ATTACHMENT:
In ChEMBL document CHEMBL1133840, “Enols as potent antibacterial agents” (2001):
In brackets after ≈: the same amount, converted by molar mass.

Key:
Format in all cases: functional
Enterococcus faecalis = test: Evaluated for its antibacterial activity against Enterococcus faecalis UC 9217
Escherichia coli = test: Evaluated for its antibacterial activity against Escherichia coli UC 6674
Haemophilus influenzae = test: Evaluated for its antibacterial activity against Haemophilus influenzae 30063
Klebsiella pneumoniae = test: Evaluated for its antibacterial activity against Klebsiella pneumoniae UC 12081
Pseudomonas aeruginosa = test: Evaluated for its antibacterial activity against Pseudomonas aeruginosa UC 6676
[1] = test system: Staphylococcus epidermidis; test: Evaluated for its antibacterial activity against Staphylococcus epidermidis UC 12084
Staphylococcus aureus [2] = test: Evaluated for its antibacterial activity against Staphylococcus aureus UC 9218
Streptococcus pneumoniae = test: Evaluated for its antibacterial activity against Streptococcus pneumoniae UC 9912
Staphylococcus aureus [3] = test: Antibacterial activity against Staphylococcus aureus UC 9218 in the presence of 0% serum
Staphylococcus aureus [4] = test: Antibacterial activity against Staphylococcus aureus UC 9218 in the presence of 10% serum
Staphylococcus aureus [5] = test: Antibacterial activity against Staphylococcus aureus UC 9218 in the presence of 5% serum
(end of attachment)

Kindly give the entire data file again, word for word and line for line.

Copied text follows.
In ChEMBL document CHEMBL1133840, “Enols as potent antibacterial agents” (2001):
In brackets after ≈: the same amount, converted by molar mass.

Key:
Format in all cases: functional
Enterococcus faecalis = test: Evaluated for its antibacterial activity against Enterococcus faecalis UC 9217
Escherichia coli = test: Evaluated for its antibacterial activity against Escherichia coli UC 6674
Haemophilus influenzae = test: Evaluated for its antibacterial activity against Haemophilus influenzae 30063
Klebsiella pneumoniae = test: Evaluated for its antibacterial activity against Klebsiella pneumoniae UC 12081
Pseudomonas aeruginosa = test: Evaluated for its antibacterial activity against Pseudomonas aeruginosa UC 6676
[1] = test system: Staphylococcus epidermidis; test: Evaluated for its antibacterial activity against Staphylococcus epidermidis UC 12084
Staphylococcus aureus [2] = test: Evaluated for its antibacterial activity against Staphylococcus aureus UC 9218
Streptococcus pneumoniae = test: Evaluated for its antibacterial activity against Streptococcus pneumoniae UC 9912
Staphylococcus aureus [3] = test: Antibacterial activity against Staphylococcus aureus UC 9218 in the presence of 0% serum
Staphylococcus aureus [4] = test: Antibacterial activity against Staphylococcus aureus UC 9218 in the presence of 10% serum
Staphylococcus aureus [5] = test: Antibacterial activity against Staphylococcus aureus UC 9218 in the presence of 5% serum